what shop lights work for professional car

What shop lights work for professional car detailing?

In this article, you will learn:

  • Why proper lighting is important during the paint correction process

  • How professionals light their workspaces for car detailing services

  • How car owners can approximate pro-style lighting in their home garages

For your car or truck, a bright and sunny day can be your best friend or your worst enemy. If your car is scratch-free, washed and waxed, that bright light will make your car sparkle like crazy. But, if you have scratches or swirls in your clear coat, the sunlight will emphasize every little imperfection. The bright side is you can use this intense lighting to your advantage when detailing your car. And this is precisely why professional detail shops light up their workspaces with super bright shop lights. Regular, interior light just won't recreate the actual light conditions your car will face when it's outside. And let's face it -how it looks outside, not in the garage, is what counts.

So let's talk about how you can create the right lighting for your next auto detailing job. With the right information and a little effort, you can come pretty close to creating pro-level lighting at your house.

Under the sun

Plenty of people detail their cars outside. They get all the lighting they need free of charge (along with some Vitamin D) from that warm, glowing ball in the sky. That's a perfectly fine way to do it, but keep in mind that detailing outside brings other challenges. For instance, many detailing tasks should not be performed in direct sunlight, so you'll need to find a shady spot. Of course, if you're working outside, you'll be at the whims of mother nature. That surprise rain shower, freezing cold, gust of wind or pollen floating through the air can really throw a wrench into your plans for a beautiful showroom finish. But, if you can find the right spot outside on a pleasant and calm day, the sun's natural light can help you see every speck of dust, scratch and swirl on your car, so you can get to work and get every exterior detail in tiptop shape.

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In the garage

On the flipside, detailing in the garage allows you to control almost every variable, so you can work any time of day or night, 365 days a year. One of those elements you absolutely must address is the light. The overhead fluorescent lights that are typical in most garages don't emit the right color or brightness to reveal the true condition of your clear coat.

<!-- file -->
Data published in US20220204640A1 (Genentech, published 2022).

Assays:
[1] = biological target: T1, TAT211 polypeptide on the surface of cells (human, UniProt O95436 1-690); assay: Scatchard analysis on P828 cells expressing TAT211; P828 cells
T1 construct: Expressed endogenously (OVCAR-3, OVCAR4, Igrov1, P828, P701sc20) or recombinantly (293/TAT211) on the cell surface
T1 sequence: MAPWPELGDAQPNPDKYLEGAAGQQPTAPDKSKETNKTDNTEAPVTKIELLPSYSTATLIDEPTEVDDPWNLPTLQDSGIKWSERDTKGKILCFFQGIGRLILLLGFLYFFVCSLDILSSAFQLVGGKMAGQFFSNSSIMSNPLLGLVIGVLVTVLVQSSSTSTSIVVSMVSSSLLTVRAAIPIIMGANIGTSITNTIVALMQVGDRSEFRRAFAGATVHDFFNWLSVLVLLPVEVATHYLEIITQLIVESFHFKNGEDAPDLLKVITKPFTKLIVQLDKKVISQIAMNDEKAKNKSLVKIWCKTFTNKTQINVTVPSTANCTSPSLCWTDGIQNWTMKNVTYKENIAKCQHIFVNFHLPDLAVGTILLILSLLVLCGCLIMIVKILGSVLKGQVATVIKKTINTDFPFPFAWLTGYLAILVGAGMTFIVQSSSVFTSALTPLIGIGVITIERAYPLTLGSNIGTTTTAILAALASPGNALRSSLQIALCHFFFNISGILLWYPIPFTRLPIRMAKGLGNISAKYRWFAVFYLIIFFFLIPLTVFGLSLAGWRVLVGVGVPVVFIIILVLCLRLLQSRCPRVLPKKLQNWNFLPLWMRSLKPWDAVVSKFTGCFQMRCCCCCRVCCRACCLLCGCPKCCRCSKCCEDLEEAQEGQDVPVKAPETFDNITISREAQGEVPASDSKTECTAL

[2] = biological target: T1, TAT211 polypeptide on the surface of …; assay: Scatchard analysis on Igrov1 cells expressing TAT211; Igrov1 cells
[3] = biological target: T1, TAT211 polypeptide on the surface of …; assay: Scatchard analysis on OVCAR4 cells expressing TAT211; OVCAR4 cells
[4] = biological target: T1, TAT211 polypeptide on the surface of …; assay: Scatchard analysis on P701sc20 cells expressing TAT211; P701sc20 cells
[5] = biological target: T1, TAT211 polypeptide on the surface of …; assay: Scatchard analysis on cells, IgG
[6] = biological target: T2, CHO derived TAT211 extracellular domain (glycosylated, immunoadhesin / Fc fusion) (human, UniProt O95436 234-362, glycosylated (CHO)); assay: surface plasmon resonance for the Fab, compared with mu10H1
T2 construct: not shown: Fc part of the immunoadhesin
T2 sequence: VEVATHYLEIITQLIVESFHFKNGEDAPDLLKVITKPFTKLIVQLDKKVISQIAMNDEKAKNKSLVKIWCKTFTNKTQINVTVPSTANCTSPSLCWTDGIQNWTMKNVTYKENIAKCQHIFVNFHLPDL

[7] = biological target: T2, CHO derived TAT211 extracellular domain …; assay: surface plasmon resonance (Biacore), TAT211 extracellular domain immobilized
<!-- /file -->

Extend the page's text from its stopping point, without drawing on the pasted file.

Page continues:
For starters, you'll need at least one strong overhead source that floods light over all the horizontal surfaces of your car. To make this change, you don't necessarily need to replace the bulbs or a single light fixture in your garage. You can find a powerful LED shop light on a telescopic stand online or in photography or home improvement stores. In addition to overhead lighting, you'll need a number of lights positioned around the car to illuminate the front-end, sides and rear-end. To keep the costs in check, you could purchase one light on a tripod and move it around the car with you as you work. And, like most professional detailers do, you'll benefit from a light that you can aim like a spotlight. For this, an LED headlight can be especially handy, so you can illuminate the precise area where you're looking and working.

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Types of light

With so many lights operating in a closed space, your workspace can get hot. Be sure to choose lights that don't emit a great deal of heat. LEDs are the preferred option. Avoid halogen lights entirely.

A mix of soft white and bright white LEDs will help recreate the look of natural light. And, because different paint colors respond differently under the same light, you can fine-tune the color temperature of your lighting to match your needs. The average sunny day has a color temperature of 5,000 Ð 6,000 kelvins. That's a great target range for most cars, but working on darker cars may require a higher color temperature, even up to 7,000 kelvins, while silver cars, for example, may require a lower intensity, perhaps around 4,000 kelvins. Before you purchase LEDs for your garage, check the color temperature specs online or, if you're at the store, look on the product package. You should see the color temperature listed along with light output and wattage.

The ultimate test

Once you've finished (or think you've finished) removing the scratches, swirls and oxidation from your clear coat, pull your car out of the garage and check it under the sunlight. Inspect it closely to make sure you're satisfied with your paint correction. This is an important step, especially before you start waxing your car. After all, this is where your car really needs to shine, out in the open sunlight! If it looks great, pull it back into the garage and finish it with a nice coat of wax. If you spot an area that needs more work, touch it up under the sunlight or drive it back into the garage and correct the surface a little more. Then, just top it off with wax, step back and take it in. What a beautiful sight, thanks to a little attention and the right light.

What are you waiting for? Take it for a spin!


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